Where do you go for foot problems?
It’s a good question, where do you go for foot problems? I set out to help people with their foot health concerns after 40+ years of clinical practice as a podiatrist. Being an educator and communicator I decided to set up this site although originally this was for my own patients way back in 2014 – http://www.consultingfootpain.co.uk. Anything in blue is a link to another page.
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As a professional I naturally want people to seek help at the right time. However, it is clear that there is a narrow margin where early self help can provide all the assistance required. The internet is awash with adverts and videos and promotion. Most adverts come from the USA where self promotion has always stood away from more conservative countries. Australia however falls in between. When it comes to where do you go for foot problems you could just as easily end up with a physiotherapist as a podiatrist. There is nothing wrong with who you seek as long as the advice is sound. But how do you know when something is trustworthy?
A word of warning
If you suffer from chronic problems with your feet do seek help from a professional registered person, ideally a podiatrist registered with the Health Care Professions Council (UK). Professional fees vary from county to county, town and city. Check if you are insured or if treatment is available on the NHS if cost is a concern – especially for diabetic problems. There is no set fee recommended but professionally qualified practitioners will hold at least a primary degree and will offer you a medical consultation rather than a pedicure. If all you need is pedicure then there are outlets for this but podiatry is a sub-branch of medicine and health care where standards of care delivery are expensive to maintain in this ever complex world. Patients are protected from bacteria, fungal infections viruses which include hepatitis and coronavirus using autoclaves and sterile equipment that are expensive to maintain and hold a valid mark of quality.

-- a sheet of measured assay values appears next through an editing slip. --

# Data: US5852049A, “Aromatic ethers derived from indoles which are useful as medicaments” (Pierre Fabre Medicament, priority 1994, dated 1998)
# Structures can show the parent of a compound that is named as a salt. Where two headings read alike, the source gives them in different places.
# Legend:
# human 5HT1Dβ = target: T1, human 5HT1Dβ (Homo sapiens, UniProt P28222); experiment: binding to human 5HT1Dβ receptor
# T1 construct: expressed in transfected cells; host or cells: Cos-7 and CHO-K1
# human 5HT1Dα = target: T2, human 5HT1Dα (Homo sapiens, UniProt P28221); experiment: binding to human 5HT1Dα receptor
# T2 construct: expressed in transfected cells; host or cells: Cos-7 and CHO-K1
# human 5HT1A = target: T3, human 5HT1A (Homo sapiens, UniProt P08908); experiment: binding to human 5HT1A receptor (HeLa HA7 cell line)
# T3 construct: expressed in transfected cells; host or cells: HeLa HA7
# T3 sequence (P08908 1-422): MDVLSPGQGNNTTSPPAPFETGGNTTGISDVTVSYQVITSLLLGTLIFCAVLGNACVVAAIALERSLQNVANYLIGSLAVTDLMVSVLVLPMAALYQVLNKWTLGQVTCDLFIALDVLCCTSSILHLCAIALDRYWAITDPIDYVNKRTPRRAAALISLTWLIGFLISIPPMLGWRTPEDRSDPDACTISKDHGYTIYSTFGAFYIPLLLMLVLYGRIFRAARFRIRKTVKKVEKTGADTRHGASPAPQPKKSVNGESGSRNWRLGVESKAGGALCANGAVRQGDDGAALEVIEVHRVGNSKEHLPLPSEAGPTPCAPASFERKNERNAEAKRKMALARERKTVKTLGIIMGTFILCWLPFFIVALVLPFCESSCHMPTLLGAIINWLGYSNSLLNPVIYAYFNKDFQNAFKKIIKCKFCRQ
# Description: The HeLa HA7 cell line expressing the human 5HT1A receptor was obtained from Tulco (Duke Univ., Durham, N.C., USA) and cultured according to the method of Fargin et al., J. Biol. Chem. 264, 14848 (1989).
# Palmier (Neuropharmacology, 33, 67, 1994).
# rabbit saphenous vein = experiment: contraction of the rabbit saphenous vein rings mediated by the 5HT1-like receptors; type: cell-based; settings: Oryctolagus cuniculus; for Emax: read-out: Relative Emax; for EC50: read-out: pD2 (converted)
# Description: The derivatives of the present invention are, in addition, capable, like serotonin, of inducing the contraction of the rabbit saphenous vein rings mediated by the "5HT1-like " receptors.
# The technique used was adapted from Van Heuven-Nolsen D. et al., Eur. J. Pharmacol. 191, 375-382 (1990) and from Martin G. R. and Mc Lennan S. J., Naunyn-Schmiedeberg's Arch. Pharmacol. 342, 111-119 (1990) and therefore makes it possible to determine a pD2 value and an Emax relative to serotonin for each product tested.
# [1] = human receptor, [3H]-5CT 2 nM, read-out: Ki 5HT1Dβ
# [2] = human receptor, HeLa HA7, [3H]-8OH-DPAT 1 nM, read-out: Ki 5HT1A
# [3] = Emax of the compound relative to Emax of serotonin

Avoid sales pitch
Lengthy videos, self promotion and lack of clarity behind the authorship should be treated with some skepticism. Once adverts seek payment then this is the time to consider the pitch as less helpful. Someone is out to grab your hard earned money.
What does this site intend to offer?
First, is your problem manageable? Can you help yourself. Is your foot problem due to injury, acute or chronic pain? Secondly, how long have you had the problem for? Then there is the question; I have seen someone before, now where do you go for foot problems? ConsultingFootPain covers common problems and tries to expand on the detail within reason.
I use videos that I trust and have been moving to podcasts occasionally. All material I use comes from trusted sites. I won’t reinvent the wheel as my role is to sift information for you and do the donkey work. I will point out what to look at and what to avoid. If it is scientific I will try to breakdown the information where possible.